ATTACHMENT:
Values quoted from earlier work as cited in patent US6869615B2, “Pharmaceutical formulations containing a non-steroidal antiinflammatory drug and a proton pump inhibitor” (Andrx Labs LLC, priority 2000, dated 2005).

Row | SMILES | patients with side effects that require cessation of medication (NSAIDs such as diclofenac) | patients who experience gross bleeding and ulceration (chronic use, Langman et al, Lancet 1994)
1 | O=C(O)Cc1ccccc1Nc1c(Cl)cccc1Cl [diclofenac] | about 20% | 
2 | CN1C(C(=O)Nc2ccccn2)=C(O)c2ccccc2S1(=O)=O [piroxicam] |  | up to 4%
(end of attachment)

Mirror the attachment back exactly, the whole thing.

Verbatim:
Values quoted from earlier work as cited in patent US6869615B2, “Pharmaceutical formulations containing a non-steroidal antiinflammatory drug and a proton pump inhibitor” (Andrx Labs LLC, priority 2000, dated 2005).

Row | SMILES | patients with side effects that require cessation of medication (NSAIDs such as diclofenac) | patients who experience gross bleeding and ulceration (chronic use, Langman et al, Lancet 1994)
1 | O=C(O)Cc1ccccc1Nc1c(Cl)cccc1Cl [diclofenac] | about 20% | 
2 | CN1C(C(=O)Nc2ccccn2)=C(O)c2ccccc2S1(=O)=O [piroxicam] |  | up to 4%